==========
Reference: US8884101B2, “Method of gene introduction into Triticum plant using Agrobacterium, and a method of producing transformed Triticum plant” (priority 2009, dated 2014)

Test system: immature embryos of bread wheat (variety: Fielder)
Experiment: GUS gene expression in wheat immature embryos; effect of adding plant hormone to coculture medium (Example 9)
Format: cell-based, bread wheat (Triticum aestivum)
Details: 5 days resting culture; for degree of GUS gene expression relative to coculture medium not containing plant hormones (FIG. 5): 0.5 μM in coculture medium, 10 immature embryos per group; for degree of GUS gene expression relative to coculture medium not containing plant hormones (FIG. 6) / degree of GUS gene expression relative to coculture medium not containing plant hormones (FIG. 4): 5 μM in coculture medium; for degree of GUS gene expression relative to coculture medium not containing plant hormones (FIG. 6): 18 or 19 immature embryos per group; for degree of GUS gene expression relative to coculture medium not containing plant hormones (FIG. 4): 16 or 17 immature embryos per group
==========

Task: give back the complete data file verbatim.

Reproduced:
Reference: US8884101B2, “Method of gene introduction into Triticum plant using Agrobacterium, and a method of producing transformed Triticum plant” (priority 2009, dated 2014)

Test system: immature embryos of bread wheat (variety: Fielder)
Experiment: GUS gene expression in wheat immature embryos; effect of adding plant hormone to coculture medium (Example 9)
Format: cell-based, bread wheat (Triticum aestivum)
Details: 5 days resting culture; for degree of GUS gene expression relative to coculture medium not containing plant hormones (FIG. 5): 0.5 μM in coculture medium, 10 immature embryos per group; for degree of GUS gene expression relative to coculture medium not containing plant hormones (FIG. 6) / degree of GUS gene expression relative to coculture medium not containing plant hormones (FIG. 4): 5 μM in coculture medium; for degree of GUS gene expression relative to coculture medium not containing plant hormones (FIG. 6): 18 or 19 immature embryos per group; for degree of GUS gene expression relative to coculture medium not containing plant hormones (FIG. 4): 16 or 17 immature embryos per group